Focus on Bridgwater’s Cemeteries

Town Clerk David Mears and Cllr Kathy Pearce at Quantock road cemtery

A ​year ago, Bridgwater Town Council took on the running of Quantock R​oad and Bristol Road Cemeteries from Sedgemoor District Council. In recent weeks problems in the supply chain for mower and equipment parts has led to longer  growth than expected at this time of year. As staff have resorted to hand cutting the grass around some 22,000 memorials, Town Council Leader Brian Smedley and Deputy Leader and Environment Spokesperson Kathy Pearce visited both sites with town clerk David Mears. The following statement was put out afterwards.

“Our sincere apologies for the length of the grass at both sites. We have had issues with the grass cutting equipment, with our ride-on mower awaiting parts (there is a shortage of parts across the world at the moment). The grass has also been growing at a fast rate due to the weather during May.

The team have been cutting the grass with push mowers and this is labour intensive due to the number of obstructions encountered and the size of the sites. Quantock Road is over 30 acres.

Our ground staff have now cut over half of Quantock Road Cemetery and this has taken nearly 2 weeks – they have funerals to manage as well.

We have contractors cutting the grass at St John’s this week. This will enable us to keep on top of the grass at both sites until we get our equipment back.”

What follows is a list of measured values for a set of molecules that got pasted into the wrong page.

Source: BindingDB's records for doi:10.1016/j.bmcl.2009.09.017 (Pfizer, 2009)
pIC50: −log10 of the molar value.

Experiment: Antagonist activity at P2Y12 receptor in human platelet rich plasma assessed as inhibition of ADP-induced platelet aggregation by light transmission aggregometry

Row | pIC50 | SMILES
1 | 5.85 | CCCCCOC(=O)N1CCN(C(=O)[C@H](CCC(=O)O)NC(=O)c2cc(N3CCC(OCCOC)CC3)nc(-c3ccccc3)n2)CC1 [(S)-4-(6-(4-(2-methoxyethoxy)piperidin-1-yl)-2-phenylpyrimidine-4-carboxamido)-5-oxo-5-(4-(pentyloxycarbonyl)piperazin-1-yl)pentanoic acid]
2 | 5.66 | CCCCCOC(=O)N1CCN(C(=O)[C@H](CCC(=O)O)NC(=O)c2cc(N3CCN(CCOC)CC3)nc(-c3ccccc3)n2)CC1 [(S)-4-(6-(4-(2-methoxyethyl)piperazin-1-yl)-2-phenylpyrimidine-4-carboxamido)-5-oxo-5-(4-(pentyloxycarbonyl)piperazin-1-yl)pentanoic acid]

Getting the right balance

St Johns Cemetery Bristol Road

Cllr Mick Lerry (PFH for Cemetery staff) added “ At the moment maintenance of the cemeteries has been affected by a break in the supply chain for mower and equipment parts, which has meant that the grass cutting schedule has been interrupted”

However, there are wider issues at stake regarding the future of cemeteries and other public spaces. Cllr Smedley added “We need to get the right balance between the respect for the graves of loved ones and ancestors that the public would expect from such a site whilst at the same time taking into consideration the best way to manage public green spaces in the light of climate change. To this end the Council is re-looking at options that meet both of these objectives.”

Cherished spaces

Cllr Kathy Pearce said “The cemeteries are cherished green spaces.  When people visit their loved ones’ graves it is often a time of quiet contemplation.  Therefore, we are looking for opportunities to make these spaces more beautiful whilst also improving habitat for wildlife.  Over the next few months, we will be planning and planting more trees, improving the hedgerows and identifying sites where we can create wildflower meadows in order to create more nesting sites for birds and nectar for pollinators etc.”

The ‘Pollinator strategy’ will be discussed at this Thursday’s Bridgwater Town Council meeting. The first to be held in real life after a year of Zoom meetings

An Inspection of Bridgwater’s Cemeteries

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